I was talking with one of our consulting clients Todd last week and we had such an interesting conversation about how to build wealth independent of your business.
It was sparked when I shared my observation of how so many business owners I know build a great company, sell it for multiple millions, then proceed to make HUGE financial mistakes as they invest the proceeds from their business’s sale.
They spent 10 years building a multi-million dollar asset, only to lose a significant portion of that equity over 36 months after the sale through dumb financial decisions.
In today’s world it isn’t enough to be a smart business owner, you must also learn how to be a savvy investor.
Suggestion One: Invest a portion of your time and energy (at least 10 percent) to creating and executing your wealth plan. Building a successful business is obviously going to be a big part of that plan, but it cannot be the only leg to the plan. Why? Because there will be a day you may no longer have the business. Either you may sell the business, then you’ll need the skills of how to invest the cash from the sale to generate the passive and passive residual income you need. Or the business could fail, in which case it will be even more important to have “run some of your money from the table” and have this money invested wisely in a way that ensures your financial future.
One of my friends Kevin is a successful business owner. Kevin’s financial plan calls for him to build a great service business, but he doesn’t stop there. He also invests a portion of his time and financial resources in building his family’s investment portfolio. He allocates his portfolio into three equal buckets: one third equities, one third fixed income investments (which for him is primarily hard money real estate loans he makes), and one third commercial real estate.
While this allocation is specific to him and his situation, what is important is that you as a business owner have a wealth plan bigger than just running your business.
What are the other legs to your financial freedom stool other than your business?
What are your other investment vehicles?
And most importantly, how are you upgrading your expertise in these vehicles TODAY?
Suggestion Two: Leverage your strengths when looking for investment opportunities. There is a learning curve in mastering any investment vehicle, which is why it is so valuable to leverage the advantages you already have.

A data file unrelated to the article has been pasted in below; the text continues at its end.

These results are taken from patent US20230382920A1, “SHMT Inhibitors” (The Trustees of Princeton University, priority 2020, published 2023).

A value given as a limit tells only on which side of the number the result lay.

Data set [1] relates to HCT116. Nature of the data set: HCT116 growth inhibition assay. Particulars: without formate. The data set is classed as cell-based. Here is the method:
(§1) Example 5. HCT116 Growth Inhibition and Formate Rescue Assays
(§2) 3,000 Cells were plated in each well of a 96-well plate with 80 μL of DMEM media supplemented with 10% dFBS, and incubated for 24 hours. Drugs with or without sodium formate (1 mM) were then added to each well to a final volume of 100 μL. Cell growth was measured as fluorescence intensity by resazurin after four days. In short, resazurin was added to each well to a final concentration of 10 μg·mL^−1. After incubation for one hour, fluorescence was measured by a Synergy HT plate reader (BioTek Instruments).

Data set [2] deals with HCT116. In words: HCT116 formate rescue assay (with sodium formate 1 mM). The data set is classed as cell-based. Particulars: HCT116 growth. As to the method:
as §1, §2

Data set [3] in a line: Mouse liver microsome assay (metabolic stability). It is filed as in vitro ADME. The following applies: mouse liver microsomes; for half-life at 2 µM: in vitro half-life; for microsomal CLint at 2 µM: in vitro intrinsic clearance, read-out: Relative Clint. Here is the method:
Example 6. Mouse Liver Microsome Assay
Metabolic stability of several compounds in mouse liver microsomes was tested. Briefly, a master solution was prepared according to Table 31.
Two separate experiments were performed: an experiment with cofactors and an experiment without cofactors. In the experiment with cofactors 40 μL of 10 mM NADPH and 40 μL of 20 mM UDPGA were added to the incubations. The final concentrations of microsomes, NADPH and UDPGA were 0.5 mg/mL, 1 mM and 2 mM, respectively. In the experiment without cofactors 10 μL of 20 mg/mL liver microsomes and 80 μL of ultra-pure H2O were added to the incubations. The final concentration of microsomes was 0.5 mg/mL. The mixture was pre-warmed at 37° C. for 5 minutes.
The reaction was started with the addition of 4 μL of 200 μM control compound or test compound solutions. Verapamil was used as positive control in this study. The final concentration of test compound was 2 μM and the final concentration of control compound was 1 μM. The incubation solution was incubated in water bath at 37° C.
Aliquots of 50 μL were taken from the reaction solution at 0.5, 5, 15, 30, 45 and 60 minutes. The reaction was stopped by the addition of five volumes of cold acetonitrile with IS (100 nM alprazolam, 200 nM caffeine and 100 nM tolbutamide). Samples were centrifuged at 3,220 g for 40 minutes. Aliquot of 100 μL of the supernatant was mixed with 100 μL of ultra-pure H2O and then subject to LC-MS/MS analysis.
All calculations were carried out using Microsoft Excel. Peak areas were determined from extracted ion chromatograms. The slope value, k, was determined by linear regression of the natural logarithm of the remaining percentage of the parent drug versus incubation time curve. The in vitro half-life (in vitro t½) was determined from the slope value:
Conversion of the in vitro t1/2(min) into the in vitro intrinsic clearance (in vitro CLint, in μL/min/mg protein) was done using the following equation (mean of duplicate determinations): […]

For example, one of our clients Cynthia has been a smart investor in real estate for over a decade. She recently asked for my input on an investment opportunity someone shared with her (it was for a non-real estate opportunity).
I asked her how much she knew or understood about the underlying investment. Very little she replied. I then asked her how long would it take and how much effort would it take for her to become savvy in this new arena. Quite a long time and effort she said.
At this point she got it and realized that she could leverage her real estate strengths versus trying to become an expert in a whole new domain.
Do you know a specific industry and have a network of contacts that give you information advantages? (NOTE: If you are investing in publically traded securities you have to be wary of trading on “insider information”, that is information that is not publically available. Which is one of the reasons I like investment vehicles other than publically traded securities since I not only get paid for my “insider information” but in these other areas it is totally ethical and legal to trade on this privileged information!)
Take the example of Stephanie, one of the Maui Advisors. She invests in tech start ups located near her company in northern California. She can leverage her experience, her network, and her symbolic capital to supercharge her returns and access some great investments.
What are your advantages? What contacts, expertise, and experience do you have that you can leverage? Are you currently maximizing the advantages you already possess?
Suggestion Three: You must become your own most trusted investment advisor–no one can do it all for you. Too many people make the monumental mistake of thinking that investment success is a matter of choosing the right investment advisor to handle your wealth for you. It costs them dearly!
No one–I repeat, no one–will be able to manage your wealth like you can. Yes you need good advisors, but you need to have the sophistication to filter and use the best of your advisors.
This means you’ve got to invest the time, energy, and money to master the skill of managing your own net worth. I’ve watched countless business owners spend 10 years building a multi-million business which they then sell and through dumb investment decisions they lose all the money they had made with their businesses and they are forced back to Level One to start building over from scratch.
In fact I have a friend who five years ago sold his company for just over $4.5 million cash, and he lost over $4 million of that money through bad investments that in retrospect he realizes he never should have made.
Investing your money is a totally different skill from making your money originally.
Generally as a business owner you’re imprinted to take on more risk chasing higher returns. This may serve you well in the building of your asset base where investing for forced appreciation and capital gains makes sense, but it will come back to haunt you if you don’t make the transition to investing for PRI (passive residual income) when you reach Level Three.
Have a great rest of your week.